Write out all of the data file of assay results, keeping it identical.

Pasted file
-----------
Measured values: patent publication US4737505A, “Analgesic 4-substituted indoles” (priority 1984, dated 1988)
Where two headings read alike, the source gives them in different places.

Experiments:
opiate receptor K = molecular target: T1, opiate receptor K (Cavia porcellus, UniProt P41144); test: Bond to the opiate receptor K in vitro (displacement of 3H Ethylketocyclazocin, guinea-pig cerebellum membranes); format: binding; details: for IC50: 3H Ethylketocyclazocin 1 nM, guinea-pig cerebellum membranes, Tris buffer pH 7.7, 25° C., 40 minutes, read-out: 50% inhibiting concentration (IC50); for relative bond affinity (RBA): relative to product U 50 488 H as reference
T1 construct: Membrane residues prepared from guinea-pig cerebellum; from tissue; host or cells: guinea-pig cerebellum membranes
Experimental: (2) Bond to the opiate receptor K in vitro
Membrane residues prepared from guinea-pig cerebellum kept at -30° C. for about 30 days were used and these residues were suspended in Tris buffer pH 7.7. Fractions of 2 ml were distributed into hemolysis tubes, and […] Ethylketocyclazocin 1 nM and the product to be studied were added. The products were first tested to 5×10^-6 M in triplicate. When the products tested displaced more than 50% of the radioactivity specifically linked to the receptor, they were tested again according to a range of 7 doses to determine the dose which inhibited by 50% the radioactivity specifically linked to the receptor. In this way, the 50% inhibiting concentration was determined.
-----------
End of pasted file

Measured values: patent publication US4737505A, “Analgesic 4-substituted indoles” (priority 1984, dated 1988)
Where two headings read alike, the source gives them in different places.

Experiments:
opiate receptor K = molecular target: T1, opiate receptor K (Cavia porcellus, UniProt P41144); test: Bond to the opiate receptor K in vitro (displacement of 3H Ethylketocyclazocin, guinea-pig cerebellum membranes); format: binding; details: for IC50: 3H Ethylketocyclazocin 1 nM, guinea-pig cerebellum membranes, Tris buffer pH 7.7, 25° C., 40 minutes, read-out: 50% inhibiting concentration (IC50); for relative bond affinity (RBA): relative to product U 50 488 H as reference
T1 construct: Membrane residues prepared from guinea-pig cerebellum; from tissue; host or cells: guinea-pig cerebellum membranes
Experimental: (2) Bond to the opiate receptor K in vitro
Membrane residues prepared from guinea-pig cerebellum kept at -30° C. for about 30 days were used and these residues were suspended in Tris buffer pH 7.7. Fractions of 2 ml were distributed into hemolysis tubes, and […] Ethylketocyclazocin 1 nM and the product to be studied were added. The products were first tested to 5×10^-6 M in triplicate. When the products tested displaced more than 50% of the radioactivity specifically linked to the receptor, they were tested again according to a range of 7 doses to determine the dose which inhibited by 50% the radioactivity specifically linked to the receptor. In this way, the 50% inhibiting concentration was determined.